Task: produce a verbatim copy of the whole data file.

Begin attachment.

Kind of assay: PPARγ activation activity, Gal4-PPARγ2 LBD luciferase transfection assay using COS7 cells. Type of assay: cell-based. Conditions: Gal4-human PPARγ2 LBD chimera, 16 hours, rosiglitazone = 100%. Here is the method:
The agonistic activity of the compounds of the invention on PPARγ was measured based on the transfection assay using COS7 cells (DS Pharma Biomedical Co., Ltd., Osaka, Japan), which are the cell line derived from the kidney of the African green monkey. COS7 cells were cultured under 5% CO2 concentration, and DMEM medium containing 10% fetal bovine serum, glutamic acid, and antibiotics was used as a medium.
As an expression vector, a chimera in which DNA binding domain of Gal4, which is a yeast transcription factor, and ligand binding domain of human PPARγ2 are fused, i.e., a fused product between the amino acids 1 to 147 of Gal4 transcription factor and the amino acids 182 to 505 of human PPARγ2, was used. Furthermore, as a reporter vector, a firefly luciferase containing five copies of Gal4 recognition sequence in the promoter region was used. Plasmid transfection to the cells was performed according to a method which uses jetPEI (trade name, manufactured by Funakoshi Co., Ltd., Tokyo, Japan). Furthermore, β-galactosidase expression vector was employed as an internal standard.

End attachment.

Kind of assay: PPARγ activation activity, Gal4-PPARγ2 LBD luciferase transfection assay using COS7 cells. Type of assay: cell-based. Conditions: Gal4-human PPARγ2 LBD chimera, 16 hours, rosiglitazone = 100%. Here is the method:
The agonistic activity of the compounds of the invention on PPARγ was measured based on the transfection assay using COS7 cells (DS Pharma Biomedical Co., Ltd., Osaka, Japan), which are the cell line derived from the kidney of the African green monkey. COS7 cells were cultured under 5% CO2 concentration, and DMEM medium containing 10% fetal bovine serum, glutamic acid, and antibiotics was used as a medium.
As an expression vector, a chimera in which DNA binding domain of Gal4, which is a yeast transcription factor, and ligand binding domain of human PPARγ2 are fused, i.e., a fused product between the amino acids 1 to 147 of Gal4 transcription factor and the amino acids 182 to 505 of human PPARγ2, was used. Furthermore, as a reporter vector, a firefly luciferase containing five copies of Gal4 recognition sequence in the promoter region was used. Plasmid transfection to the cells was performed according to a method which uses jetPEI (trade name, manufactured by Funakoshi Co., Ltd., Tokyo, Japan). Furthermore, β-galactosidase expression vector was employed as an internal standard.